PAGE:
Thursday, October 27, 2011

The Leek Harvest

Well, we worked very hard this year growing our leek patch!  This will give us another crop to head into winter with along side the bulk cabbage.  We'll have enough obviously for all markets and even some to share wholesale with select retailers and food box shares.
Ben and the lifter. We've used the 'lifter' to uproot the leeks to make for easy pick up. Our carrots were a crop failure this year and usually we use the lifter this time of year on the storage carrot crop.  Works like a charm.
Our men sorting, knocking excess soil from roots and piling for pick up.  The leeks will be stored in large bins in our cold storage area in the barn.
Benny and quality control! They are gorgeous and most are a large size!  He hilled them with the potato hill'r only once this year.  You end up with a longer white, edible part that way.
Ben spends a lot of time instructing our young Shepherd, Panzer. One of the smartest pups we've ever had! He absolutely LOVES the fresh soil after the lifter goes through!  He was just rolling and rubbing his face in the dirt!!
~Our leeks will be available at Dufferin Grove Organic Farmers' Market and The Brickwork's Farmers' Market all winter! ~

Leeks, Chicken & Mushrooms
Next to leek soup with bacon, this is another favorite leek recipe of mine!
3-4 lbs of Chicken pieces.  In a very large skillet I brown my chicken, skin too, in some coconut oil. Give each side a good browing on medium high heat for 5 mins or so each side.  Remove to plate.
2-3 tablespoons dark yellow organic butter goes into the same skillet with the chicken/coconut render.
Add 3-4 large chopped leeks to the skillet next. Optional a chopped shallot or two.
Add as many shittake and oyster mushrooms as desired next in skillet!  Lots are best!
Render down until leeks are soft.  10 mins or so.
Add 2 tablespoons organic flour and stir and cook in for a couple minutes.
Add 3 cups Chicken Stock to your skillet next.  Bring to a boil and stir until creamy! If it's too thick, add more stock.
Add your Seasonings! We use thyme, minced garlic, sea salt and fresh cracked black pepper.  All to taste.
Add your browned chicken back into the skilled and cover.  Simmer over low heat for a good half hour until chicken no longer bleeds when pierced.
Serve with wild rice.  This was supper last night and the whole house smelled wonderful, warm and very appetizing!  Enjoy!

Thursday, October 13, 2011

Putting it all away

The weather has been pretty nice this fall allowing us to be able to attend to the important task of storing our vegetables for winter!  We've worked hard all season growing this cabbage from seed then planting, weeding, cultivating, hand weeding and now harvesting.  Bugs were definitely there, but we did not let them devastate the crop.  The heads are beautiful and plentiful! We've grown a lot more red cabbages this year and about the same amount of green as past years. You can count on this farm for local, certified organic cabbages until well into next year!  This is definitely a crop that does not have to be imported!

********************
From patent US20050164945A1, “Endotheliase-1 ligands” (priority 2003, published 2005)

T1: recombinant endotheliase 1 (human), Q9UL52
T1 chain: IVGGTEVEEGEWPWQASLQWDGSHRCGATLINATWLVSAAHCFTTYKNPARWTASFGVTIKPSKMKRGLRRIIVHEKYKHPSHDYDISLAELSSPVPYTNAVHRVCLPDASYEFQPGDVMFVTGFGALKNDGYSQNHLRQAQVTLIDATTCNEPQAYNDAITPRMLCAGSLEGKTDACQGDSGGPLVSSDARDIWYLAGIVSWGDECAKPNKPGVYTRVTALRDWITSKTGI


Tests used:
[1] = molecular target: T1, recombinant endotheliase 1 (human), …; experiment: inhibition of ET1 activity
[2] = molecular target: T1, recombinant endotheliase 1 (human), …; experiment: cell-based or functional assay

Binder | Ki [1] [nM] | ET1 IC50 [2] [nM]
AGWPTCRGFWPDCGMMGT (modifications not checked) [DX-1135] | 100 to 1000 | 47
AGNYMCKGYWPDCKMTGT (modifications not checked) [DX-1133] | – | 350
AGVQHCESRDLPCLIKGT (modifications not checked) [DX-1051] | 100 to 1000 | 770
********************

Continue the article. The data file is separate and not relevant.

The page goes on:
We've also grown Savoy Cabbages this year and Brussel Spouts and Celeriac (aka Root Celery).  These crops will all tolerate frost. I find the Brussel's get sweeter after a good frost! The celeriac will have to all be topped and binned for the winter.  We leave the roots nice and dirty and cut and clean as needed per the winter months for market sales.  Celeriac is one of those yummy specialty vegetables a lot of folks question what to do with.  It is lovely roasted, added to mashed potatoes, with chicken soup or even a creamy soup on it's own. Beautiful celery aroma and flavor! I've made an awesome cabbage, apple, celeriac slaw that is certainly enjoyed!
Another crop that gets sweeter as the weather gets colder is Spinach! I love spinach!  My mother hands down makes the best spinach dip around with tons of garlic! Spinach lasagna, creamed spinach and eggs, fresh spinach salad with heirloom tomatoes etc,etc. We'll harvest spinach until it is completely covered with snow!! A great time of year to get your fill for sure!
The harvest this year includes a lot of Beets as well!  Tops survive a good frost, so we'll keep bringing the bunches for a while yet!  Later this month we will begin to top and bin up all the beet root for winter storage.  It's a healthy looking crop this year so we should have some great beets to offer well into the winter months.
 I took this pic a couple days ago in the morning.  Lots of beets, spinach and the last planting of our sweet corn in the back ground! As the weather gets colder, we'll still have lots of local, organic goodies to offer not to worry! See all at markets!!